All posts tagged rebellion

Why are we as readers interested in dystopias? Is it the fact that we are prideful in our societies and are able to laugh at the imperfect and impossible dystopian societies that we read about? Or, perhaps it is that we fear for the future of our society and see these novels as plausible futures. It might be that we read these novels as precaution. Whatever the reason, dystopian novels, many of them YA dystopias, have become increasingly popular throughout the past decade. A timeline of dystopian popularity is shown below in the infographic by goodreads. It shows that dystopian novel sales are as high as they have been since The Cold War.

It would seem that the increase in popularity of this genre is in response to tighter government controls and security threats. Often times dystopian novels are written in response to these changes in society and present commentary and a new perspective on societal and governmental flaws. These criticisms are often displayed as underlying themes in dystopian novels where the plot of the book is often to overcome an obstacle. Many times, these books present challenges to the characters that are extremely intense and often deeply saddening. These challenges range from killing 23 children in an arena as seen in The Hunger Games by Suzanne Collins to fighting to keep your memories as seen in The Program written by Suzanne Young.

My question still remains: why are young adults so interested in dystopian novels? Many scholars have devoted time to researching this interest including Justin Scholes and Jon Ostenson of The Alan Review at the Virginia Tech online journals. These scholars suggest that teenagers are able to relate to the characters in these novels because most are written from the teenagers perspective. They also explain that the protagonist’s willingness and ability to assert him or herself and to bring about change in a place that dampens individualism and rebellion appeals to and empowers the reader. The Program clearly demonstrates this stolen individualism through the program itself. As there is a depression and suicide epidemic across the nation, this program is instituted in order to reduce the number of suicides by taking away all painful and potentially damaging memories. But, the protagonist Sloane does all that she can to fight the program and regain her memories from before, although they may be painful. When the government tries to suppress her, she resists. This quality is found in most protagonists of dystopian novels and the idea of defiance and independence of rule may be what attracts so many young adults to these types of books.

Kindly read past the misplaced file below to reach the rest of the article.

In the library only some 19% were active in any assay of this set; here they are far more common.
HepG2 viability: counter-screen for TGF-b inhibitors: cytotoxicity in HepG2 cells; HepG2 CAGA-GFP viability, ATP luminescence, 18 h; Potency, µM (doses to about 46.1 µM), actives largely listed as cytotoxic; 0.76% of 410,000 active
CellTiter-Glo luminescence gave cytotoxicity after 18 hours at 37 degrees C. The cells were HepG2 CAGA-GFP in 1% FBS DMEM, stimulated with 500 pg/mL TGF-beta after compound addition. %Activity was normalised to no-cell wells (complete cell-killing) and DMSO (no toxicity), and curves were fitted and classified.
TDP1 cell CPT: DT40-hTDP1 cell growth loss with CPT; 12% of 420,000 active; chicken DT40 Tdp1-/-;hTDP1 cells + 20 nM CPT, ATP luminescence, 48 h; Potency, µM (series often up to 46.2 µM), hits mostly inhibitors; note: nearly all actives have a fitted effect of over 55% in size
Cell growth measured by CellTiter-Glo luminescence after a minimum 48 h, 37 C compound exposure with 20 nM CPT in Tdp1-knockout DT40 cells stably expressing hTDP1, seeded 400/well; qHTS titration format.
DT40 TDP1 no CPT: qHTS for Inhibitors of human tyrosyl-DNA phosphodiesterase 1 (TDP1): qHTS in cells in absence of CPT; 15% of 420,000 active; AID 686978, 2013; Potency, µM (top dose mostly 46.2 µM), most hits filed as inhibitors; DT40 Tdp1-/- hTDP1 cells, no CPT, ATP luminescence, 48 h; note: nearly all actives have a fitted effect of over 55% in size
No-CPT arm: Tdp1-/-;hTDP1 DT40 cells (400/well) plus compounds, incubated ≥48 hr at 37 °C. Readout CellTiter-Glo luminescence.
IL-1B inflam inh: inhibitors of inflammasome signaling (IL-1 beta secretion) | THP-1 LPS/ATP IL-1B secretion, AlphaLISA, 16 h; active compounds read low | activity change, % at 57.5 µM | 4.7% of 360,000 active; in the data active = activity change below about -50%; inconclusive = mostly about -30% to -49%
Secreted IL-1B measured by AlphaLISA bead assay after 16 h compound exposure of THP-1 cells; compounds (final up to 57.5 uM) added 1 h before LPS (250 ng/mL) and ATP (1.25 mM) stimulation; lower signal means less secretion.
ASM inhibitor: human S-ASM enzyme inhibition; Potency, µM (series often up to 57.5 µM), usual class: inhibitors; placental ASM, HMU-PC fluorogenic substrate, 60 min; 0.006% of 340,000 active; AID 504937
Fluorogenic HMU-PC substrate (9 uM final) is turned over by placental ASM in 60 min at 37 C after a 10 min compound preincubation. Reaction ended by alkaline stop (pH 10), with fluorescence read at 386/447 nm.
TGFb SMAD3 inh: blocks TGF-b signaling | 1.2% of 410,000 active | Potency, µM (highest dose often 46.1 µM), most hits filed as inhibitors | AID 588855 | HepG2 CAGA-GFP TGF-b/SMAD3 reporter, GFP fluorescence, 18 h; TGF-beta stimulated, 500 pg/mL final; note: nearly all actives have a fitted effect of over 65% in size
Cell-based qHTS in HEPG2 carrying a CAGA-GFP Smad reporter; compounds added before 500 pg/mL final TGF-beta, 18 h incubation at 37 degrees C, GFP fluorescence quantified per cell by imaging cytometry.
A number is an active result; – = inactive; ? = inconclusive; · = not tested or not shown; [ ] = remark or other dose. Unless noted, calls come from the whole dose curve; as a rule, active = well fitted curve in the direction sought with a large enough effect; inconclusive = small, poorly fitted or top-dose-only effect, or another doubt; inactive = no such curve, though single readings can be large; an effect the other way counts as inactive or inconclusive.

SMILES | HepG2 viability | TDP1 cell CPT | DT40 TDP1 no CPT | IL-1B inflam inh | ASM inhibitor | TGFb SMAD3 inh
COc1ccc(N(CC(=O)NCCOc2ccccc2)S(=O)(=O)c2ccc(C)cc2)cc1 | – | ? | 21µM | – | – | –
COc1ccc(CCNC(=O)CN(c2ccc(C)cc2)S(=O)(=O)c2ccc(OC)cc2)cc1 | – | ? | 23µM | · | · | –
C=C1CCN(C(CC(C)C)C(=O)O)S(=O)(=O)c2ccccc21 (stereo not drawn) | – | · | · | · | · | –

Though the reason behind the attraction to YA dystopias has been speculated, there are many other factors ranging from gender roles to youth empowerment that also play into this interest. The Program as well as other popular dystopian novels are great examples of rebellion within an oppressive society that allow readers to imagine themselves in such a position to defy their own authority. But, what exactly rallies thousands of young people around these similar stories? Stay tuned to find out.


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What if we lived in a world where we were told what to think, who to be, and our expectations of the future? In Suzanne Collins’ “The Hunger Games” series, this is the role that propaganda plays. Beginning with the reaping day video, which pushes the idea that each of the twelve districts are traitors to the Capitol, we, as outsiders, can see clearly the Capitol places all blame of the rebellion on the districts. This has created feelings of oppression and tension between the two. History is written by the victors, and since the Capitol emerged victorious from the district uprisings, they dictated how the entire society would view the rebellion. The history they wrote consists of the betrayal of the districts, which in turn leads to the creation of the hunger games.

The Hunger Games are in and of themselves a form of propaganda. They convey the message that the Capitol will always win. By forcing each district to sacrifice their children, who symbolize the hope and future of their families in each district, the Capitol reinforces their power.

Children of the districts live in continual fear of the Capitol. Each year, the televised blood sacrifice of children remind the districts the Capitol is in charge and their only option for survival is to do completely as they say.

Even if you do survive past the childhood terror of being sent to the games, you are expected to support the Capitol in whichever industry they have assigned to each district.